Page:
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Mississippi Sees Potential In Foreign Tourism

By Evelina Burnett | Published 24 Oct 2013 06:00am | comments
The number of foreign tourists to the U.S. has grown 22 percent since 2009. The number of international visitors to the Magnolia State is still relatively small, but Mississippi's top tourism official tells MPB's Evelina Burnett, that means there's lots of room to grow. 
 
Malcolm White is director of tourism for the Mississippi Development Authority. He says international tourism is a big opportunity for the state and thinks Mississippi’s combination of history, culture and heritage is a great draw for foreign visitors. 
 
"We see them as a new market, a growth market, for people who perhaps know a little about New York, might know a little bit about Florida, maybe have been to California, but have never really seen the heart and soul of America," White says.
 
Mississippi has tourism representatives in Canada and Europe, and the visitor numbers show this effort – Europeans make up more than a third of the state’s foreign visitors, and Canada is the single largest source of foreign tourists.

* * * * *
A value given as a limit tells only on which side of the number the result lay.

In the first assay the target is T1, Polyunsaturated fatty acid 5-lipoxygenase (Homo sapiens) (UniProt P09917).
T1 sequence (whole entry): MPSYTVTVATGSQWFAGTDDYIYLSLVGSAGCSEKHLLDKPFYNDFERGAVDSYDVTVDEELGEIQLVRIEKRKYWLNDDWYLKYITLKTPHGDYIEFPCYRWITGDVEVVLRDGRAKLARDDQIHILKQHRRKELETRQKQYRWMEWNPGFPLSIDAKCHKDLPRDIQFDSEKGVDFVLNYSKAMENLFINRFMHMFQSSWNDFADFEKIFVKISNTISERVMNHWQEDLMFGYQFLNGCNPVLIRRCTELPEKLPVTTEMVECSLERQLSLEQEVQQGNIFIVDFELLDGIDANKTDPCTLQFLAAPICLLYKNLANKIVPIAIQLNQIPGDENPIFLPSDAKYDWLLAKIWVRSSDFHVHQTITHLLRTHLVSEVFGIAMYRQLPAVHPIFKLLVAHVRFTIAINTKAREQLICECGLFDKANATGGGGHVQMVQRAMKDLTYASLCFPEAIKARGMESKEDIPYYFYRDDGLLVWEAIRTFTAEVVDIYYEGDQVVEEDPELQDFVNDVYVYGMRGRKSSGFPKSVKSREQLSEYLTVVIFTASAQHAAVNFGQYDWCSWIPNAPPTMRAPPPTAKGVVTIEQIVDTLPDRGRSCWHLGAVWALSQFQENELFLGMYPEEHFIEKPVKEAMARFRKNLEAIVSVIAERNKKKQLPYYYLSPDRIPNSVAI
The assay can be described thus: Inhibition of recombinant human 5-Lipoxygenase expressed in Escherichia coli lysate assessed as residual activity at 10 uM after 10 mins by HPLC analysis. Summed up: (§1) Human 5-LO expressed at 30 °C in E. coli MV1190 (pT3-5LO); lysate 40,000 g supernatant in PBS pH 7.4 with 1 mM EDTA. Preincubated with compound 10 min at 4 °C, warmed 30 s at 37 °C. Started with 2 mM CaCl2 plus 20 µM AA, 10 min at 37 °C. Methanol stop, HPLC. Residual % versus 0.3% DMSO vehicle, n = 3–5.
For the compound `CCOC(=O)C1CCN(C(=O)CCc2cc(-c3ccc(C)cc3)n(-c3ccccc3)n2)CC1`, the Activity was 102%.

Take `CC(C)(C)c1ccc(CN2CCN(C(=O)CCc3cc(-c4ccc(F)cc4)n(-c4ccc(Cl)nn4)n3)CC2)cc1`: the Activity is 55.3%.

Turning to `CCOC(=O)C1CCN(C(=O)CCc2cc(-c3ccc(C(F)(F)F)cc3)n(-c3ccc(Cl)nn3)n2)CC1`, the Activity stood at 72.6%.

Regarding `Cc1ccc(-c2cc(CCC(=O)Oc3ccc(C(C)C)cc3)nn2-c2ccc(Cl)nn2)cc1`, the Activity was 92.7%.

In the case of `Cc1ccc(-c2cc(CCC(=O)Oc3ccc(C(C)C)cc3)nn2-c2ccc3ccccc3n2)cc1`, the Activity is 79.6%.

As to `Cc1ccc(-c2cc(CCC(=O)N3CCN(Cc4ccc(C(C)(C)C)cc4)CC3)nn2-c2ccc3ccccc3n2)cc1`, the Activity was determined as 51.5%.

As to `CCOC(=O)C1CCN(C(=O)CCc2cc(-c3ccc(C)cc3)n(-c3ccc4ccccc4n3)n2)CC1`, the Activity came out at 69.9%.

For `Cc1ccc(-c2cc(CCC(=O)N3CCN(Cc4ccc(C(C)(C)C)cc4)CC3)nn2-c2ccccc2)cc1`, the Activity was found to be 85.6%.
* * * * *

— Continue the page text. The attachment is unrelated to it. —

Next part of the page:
"The reason Canada is so strong is of course, a, it's close and you can drive, but, b, it's a lot about golf," White says. "And when the golf courses are frozen in Canada, the snowbirds come south. We've had a lot of success combining golf, gaming and what we call cultural heritage tourism."
 
Overall in the U-S, Canada and Mexico bring the most visitors, but the biggest growth countries are Brazil and China. The number of tourists from Brazil to the US grew 19 percent last year, from China 35 percent. 
 
Edward Ramotowski is with the US state department. 
 
"In both countries, we handled more than 1 million visa applicants in 2012," Ramotowski says. "And we'll probably break that record, certainly we will in China, in 2013. Those are both markets that are of great interest to the private sector and the travel and tourism sector. The average visitor from China spends over $6,000 per visit, and that supports a lot of jobs." 
 
Tourism officials say Mississippi is also looking to South America and Asia for growth, heading soon to a golf trade show in China for example.

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